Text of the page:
5.) Once you have developed a PLN, I recommend using them to your advantage.  I highly suggest using them for taking polls, teaching geography, or getting opinions.  If other students from other schools are on Twitter, you could have a Twitter Chat and create a hashtag for them to all participate.  Use Tweetdeck to track the conversation.  The Teach Paperless Blog has a GREAT example of this.

6.) Posting reminders and homework assignments to the Twitter account is a great way to get students to create an account and use it beneficially.  You might even make Twitter the only time you will share the homework assignment.  This way they have to check it in order to know their homework, and it is something that you can do at the end of the class period or day.  It is such a simple task because it is only 140 characters long!

7.) Have a 140 Character reflection with your students.  Provide a link to a video, article, or news story.  Have kids provide their thoughts in 140 characters.  You might even create a separate hashtag for such an assignment.  This can provide students with an easy way to follow the assignment.  The next day in class you can then display the discussion and talk further about it, possibly even highlight specific student repsonses.

8.) Exit Slips are a a growing method of assessment.  Twitter would be a valuable asset to asses student learning by using it as a form of an exit slip.  When students leave, you can delete the previous classes responses, or ask a different question.  This way you have a log of the exit slips responses, and they can even be your bell ringers for the following morning.

9.) Connecting with professionals is a great way to utilize the power of Twitter.  Have students connect with NASA scientists, authors (100 Best Authors on Twitter and Directory of Authors on Twitter), politicians, the President, companies (Google, History Channel, etc), and Mathematicians.

10.) Backchannel is another valuable way to use Twitter.  Whether you are using it in class with students, or at home while watching the news, documentary, television show, or movie, you can create a backchannel for students to have a discussion.  Once again, you can create a hashtag for that specific discussion.  I like this as an option because it is easier to track specific students unlike other backchannel sites where students can make up any name.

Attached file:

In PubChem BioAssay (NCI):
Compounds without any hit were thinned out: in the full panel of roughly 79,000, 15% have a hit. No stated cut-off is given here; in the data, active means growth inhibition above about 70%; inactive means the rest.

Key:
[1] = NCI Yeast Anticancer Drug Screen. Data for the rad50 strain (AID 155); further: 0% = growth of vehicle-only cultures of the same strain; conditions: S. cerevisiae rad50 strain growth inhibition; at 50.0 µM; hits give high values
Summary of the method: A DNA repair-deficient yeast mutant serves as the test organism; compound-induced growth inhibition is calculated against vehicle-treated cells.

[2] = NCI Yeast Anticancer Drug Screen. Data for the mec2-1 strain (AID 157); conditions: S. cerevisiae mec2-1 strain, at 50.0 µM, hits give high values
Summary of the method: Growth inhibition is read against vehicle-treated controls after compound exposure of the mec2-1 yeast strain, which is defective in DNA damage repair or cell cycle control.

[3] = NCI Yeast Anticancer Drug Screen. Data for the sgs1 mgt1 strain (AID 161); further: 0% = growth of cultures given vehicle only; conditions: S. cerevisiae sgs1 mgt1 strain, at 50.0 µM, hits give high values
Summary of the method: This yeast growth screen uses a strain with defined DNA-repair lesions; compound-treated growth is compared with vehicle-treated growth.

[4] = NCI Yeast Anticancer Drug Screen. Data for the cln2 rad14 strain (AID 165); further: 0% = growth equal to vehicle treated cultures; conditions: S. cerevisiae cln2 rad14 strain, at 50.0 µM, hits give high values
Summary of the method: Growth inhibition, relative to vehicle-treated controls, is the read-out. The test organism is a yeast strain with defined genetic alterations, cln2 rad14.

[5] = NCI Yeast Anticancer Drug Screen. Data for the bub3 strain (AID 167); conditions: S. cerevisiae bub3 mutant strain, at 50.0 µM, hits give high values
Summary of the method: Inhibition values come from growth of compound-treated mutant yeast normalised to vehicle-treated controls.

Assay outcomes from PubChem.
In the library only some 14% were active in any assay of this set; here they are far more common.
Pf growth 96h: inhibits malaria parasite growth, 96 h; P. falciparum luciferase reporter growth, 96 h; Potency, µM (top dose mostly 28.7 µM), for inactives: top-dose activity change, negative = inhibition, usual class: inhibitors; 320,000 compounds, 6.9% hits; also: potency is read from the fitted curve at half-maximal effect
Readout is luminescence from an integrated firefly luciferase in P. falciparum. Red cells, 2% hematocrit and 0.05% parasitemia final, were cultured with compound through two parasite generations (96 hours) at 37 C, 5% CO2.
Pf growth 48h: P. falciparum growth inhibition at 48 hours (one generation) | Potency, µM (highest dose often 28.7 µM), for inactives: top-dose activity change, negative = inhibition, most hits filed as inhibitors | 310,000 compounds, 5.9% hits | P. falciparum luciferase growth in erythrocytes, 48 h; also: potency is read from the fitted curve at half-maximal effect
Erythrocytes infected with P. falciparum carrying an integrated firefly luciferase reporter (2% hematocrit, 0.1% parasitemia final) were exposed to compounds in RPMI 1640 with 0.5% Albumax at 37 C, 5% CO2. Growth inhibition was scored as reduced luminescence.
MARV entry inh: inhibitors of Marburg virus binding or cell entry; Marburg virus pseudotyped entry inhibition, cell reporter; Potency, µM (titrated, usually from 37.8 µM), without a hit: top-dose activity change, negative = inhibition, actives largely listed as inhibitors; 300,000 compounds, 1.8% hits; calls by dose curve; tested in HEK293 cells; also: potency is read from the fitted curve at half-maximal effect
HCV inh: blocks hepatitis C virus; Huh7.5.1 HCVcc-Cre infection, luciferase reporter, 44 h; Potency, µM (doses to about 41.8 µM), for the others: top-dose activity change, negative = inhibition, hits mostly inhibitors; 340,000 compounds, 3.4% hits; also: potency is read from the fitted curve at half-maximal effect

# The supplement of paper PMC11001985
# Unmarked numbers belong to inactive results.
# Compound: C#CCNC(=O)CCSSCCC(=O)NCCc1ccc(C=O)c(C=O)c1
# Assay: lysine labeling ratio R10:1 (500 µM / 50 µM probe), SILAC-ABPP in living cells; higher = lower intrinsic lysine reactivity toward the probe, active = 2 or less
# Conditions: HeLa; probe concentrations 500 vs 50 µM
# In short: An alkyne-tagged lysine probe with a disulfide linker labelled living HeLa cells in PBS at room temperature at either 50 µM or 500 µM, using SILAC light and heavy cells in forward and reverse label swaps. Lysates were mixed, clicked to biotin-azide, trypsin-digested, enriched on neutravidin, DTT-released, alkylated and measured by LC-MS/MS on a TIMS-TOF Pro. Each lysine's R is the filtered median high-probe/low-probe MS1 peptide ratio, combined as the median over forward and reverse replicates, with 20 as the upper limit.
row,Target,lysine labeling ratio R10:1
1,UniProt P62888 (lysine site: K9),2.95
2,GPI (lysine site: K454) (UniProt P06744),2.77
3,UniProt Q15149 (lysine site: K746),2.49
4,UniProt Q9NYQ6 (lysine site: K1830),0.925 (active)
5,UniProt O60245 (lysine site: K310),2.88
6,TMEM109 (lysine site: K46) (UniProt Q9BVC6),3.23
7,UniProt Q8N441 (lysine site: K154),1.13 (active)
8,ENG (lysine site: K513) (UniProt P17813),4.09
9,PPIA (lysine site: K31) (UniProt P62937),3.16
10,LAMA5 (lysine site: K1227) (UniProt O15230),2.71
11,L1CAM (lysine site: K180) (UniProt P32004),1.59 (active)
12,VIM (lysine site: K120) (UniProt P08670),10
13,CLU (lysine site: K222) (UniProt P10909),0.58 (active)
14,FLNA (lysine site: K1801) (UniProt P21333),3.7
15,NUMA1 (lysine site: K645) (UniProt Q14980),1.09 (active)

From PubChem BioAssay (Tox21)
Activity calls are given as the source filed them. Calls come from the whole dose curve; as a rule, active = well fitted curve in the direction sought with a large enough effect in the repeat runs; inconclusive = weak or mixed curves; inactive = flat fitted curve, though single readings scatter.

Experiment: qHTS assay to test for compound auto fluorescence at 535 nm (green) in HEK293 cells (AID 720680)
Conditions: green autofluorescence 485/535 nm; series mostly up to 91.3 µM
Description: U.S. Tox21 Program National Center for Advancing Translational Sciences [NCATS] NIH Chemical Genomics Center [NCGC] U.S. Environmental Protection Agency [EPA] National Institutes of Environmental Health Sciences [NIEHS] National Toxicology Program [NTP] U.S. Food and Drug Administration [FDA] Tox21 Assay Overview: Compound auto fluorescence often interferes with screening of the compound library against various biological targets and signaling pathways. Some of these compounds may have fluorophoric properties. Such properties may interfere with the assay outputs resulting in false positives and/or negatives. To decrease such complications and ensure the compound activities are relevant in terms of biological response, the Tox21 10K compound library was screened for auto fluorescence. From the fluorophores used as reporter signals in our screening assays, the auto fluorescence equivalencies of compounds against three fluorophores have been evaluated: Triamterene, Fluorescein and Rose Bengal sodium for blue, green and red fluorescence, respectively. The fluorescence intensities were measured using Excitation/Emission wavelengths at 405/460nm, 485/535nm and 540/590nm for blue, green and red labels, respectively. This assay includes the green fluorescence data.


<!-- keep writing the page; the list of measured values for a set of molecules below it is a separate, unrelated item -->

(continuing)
There are several lists out there for ways to use Twitter.  These are some of my personal favorites.  What are some of yours?

ProjectExplorer.org

ProjectExplorer is a website for virtually taking students around the world.  They are videos that you can watch separated by grade level.  They recently won a 2010 Edublog Award which is how I discovered their site.  The idea behind PorjectExplorer is "To foster the next generation of global citizens by encouraging awareness of the world beyond a student’s own community through the creation, production, and distribution of engaging and free multimedia educational materials."  You can currently explore Mexico, Jordan, and South Africa.  A great addition to classroom geography lessons.

Copia - Digital Book Club

Copia is a site dedicated to creating a social network for people who read eBooks.  "If a book is worth reading, it is worth discussing."  With Copia you will be able to browse and buy eBooks, create an account (which will give you 7 free eBooks - a $42 value), get into groups of people who are reading the same eBook as you, and enjoy powerful desktop reading and/or iPad reading through their app. 

If your school has gone to eBook readers, or students are reading books via iPod Touches, you can download the free iPad app or desktop software and students will then be able to discuss the book with one another.  Same goes for teachers.  Think of Copia as taking the Book Club to the digital format.  To learn more about Copia, click here.  To take a tour and watch a video, click here.

I could really see this being a valuable asset to schools that are taking reading to a digital level.  Having access to classic books is becoming easier and easier as they become free for download on various sites.  If Copia would create an education aspect for adding school textbooks it could be a beneficial addition as well.

2010 Edublog Award Winners


If you are new to the idea of reading blogs, or are looking to add to your Google Reader, then I recommend checking out the 2010 Edublog Award Winners.  Although I came up short of finishing in the top three, being nominated at all is quite an honor and I am humbled to be included with so many great educators.  The winners are not specifically limited to blogs, there are other websites to examine that include wikis, audio, video, and elearning sites. 

Check out the winners and give them your support.